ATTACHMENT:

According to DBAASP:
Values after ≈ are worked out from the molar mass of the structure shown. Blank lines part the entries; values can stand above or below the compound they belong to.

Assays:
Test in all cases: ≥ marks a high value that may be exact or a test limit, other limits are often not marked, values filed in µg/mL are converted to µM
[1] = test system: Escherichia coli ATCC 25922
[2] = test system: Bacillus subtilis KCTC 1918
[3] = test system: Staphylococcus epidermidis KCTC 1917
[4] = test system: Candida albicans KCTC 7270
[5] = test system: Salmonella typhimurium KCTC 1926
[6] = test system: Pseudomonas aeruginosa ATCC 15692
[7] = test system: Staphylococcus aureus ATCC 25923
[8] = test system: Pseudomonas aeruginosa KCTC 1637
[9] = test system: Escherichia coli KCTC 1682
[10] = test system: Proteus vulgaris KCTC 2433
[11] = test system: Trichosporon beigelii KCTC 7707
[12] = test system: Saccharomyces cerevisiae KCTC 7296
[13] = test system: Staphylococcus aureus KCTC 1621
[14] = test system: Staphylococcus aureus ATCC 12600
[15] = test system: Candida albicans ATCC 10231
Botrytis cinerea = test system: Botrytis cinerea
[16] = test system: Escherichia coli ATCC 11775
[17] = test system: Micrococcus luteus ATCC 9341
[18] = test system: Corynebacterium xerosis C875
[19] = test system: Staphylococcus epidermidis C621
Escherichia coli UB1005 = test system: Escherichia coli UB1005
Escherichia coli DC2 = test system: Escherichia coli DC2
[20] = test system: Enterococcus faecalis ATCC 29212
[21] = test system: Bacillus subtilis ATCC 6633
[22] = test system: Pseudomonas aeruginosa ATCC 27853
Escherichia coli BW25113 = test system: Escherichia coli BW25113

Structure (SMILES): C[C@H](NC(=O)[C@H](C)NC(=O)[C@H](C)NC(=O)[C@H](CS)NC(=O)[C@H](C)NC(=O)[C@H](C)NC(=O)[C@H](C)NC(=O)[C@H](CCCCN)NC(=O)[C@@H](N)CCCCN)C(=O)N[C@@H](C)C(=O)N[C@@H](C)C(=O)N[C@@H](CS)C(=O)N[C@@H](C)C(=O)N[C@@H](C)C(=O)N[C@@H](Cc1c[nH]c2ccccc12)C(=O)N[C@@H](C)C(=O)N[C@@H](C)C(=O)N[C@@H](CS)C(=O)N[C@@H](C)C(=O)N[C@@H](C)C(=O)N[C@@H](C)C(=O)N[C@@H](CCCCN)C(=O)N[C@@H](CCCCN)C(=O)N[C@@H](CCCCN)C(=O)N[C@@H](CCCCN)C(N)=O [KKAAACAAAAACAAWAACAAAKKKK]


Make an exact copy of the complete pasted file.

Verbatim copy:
According to DBAASP:
Values after ≈ are worked out from the molar mass of the structure shown. Blank lines part the entries; values can stand above or below the compound they belong to.

Assays:
Test in all cases: ≥ marks a high value that may be exact or a test limit, other limits are often not marked, values filed in µg/mL are converted to µM
[1] = test system: Escherichia coli ATCC 25922
[2] = test system: Bacillus subtilis KCTC 1918
[3] = test system: Staphylococcus epidermidis KCTC 1917
[4] = test system: Candida albicans KCTC 7270
[5] = test system: Salmonella typhimurium KCTC 1926
[6] = test system: Pseudomonas aeruginosa ATCC 15692
[7] = test system: Staphylococcus aureus ATCC 25923
[8] = test system: Pseudomonas aeruginosa KCTC 1637
[9] = test system: Escherichia coli KCTC 1682
[10] = test system: Proteus vulgaris KCTC 2433
[11] = test system: Trichosporon beigelii KCTC 7707
[12] = test system: Saccharomyces cerevisiae KCTC 7296
[13] = test system: Staphylococcus aureus KCTC 1621
[14] = test system: Staphylococcus aureus ATCC 12600
[15] = test system: Candida albicans ATCC 10231
Botrytis cinerea = test system: Botrytis cinerea
[16] = test system: Escherichia coli ATCC 11775
[17] = test system: Micrococcus luteus ATCC 9341
[18] = test system: Corynebacterium xerosis C875
[19] = test system: Staphylococcus epidermidis C621
Escherichia coli UB1005 = test system: Escherichia coli UB1005
Escherichia coli DC2 = test system: Escherichia coli DC2
[20] = test system: Enterococcus faecalis ATCC 29212
[21] = test system: Bacillus subtilis ATCC 6633
[22] = test system: Pseudomonas aeruginosa ATCC 27853
Escherichia coli BW25113 = test system: Escherichia coli BW25113

Structure (SMILES): C[C@H](NC(=O)[C@H](C)NC(=O)[C@H](C)NC(=O)[C@H](CS)NC(=O)[C@H](C)NC(=O)[C@H](C)NC(=O)[C@H](C)NC(=O)[C@H](CCCCN)NC(=O)[C@@H](N)CCCCN)C(=O)N[C@@H](C)C(=O)N[C@@H](C)C(=O)N[C@@H](CS)C(=O)N[C@@H](C)C(=O)N[C@@H](C)C(=O)N[C@@H](Cc1c[nH]c2ccccc12)C(=O)N[C@@H](C)C(=O)N[C@@H](C)C(=O)N[C@@H](CS)C(=O)N[C@@H](C)C(=O)N[C@@H](C)C(=O)N[C@@H](C)C(=O)N[C@@H](CCCCN)C(=O)N[C@@H](CCCCN)C(=O)N[C@@H](CCCCN)C(=O)N[C@@H](CCCCN)C(N)=O [KKAAACAAAAACAAWAACAAAKKKK]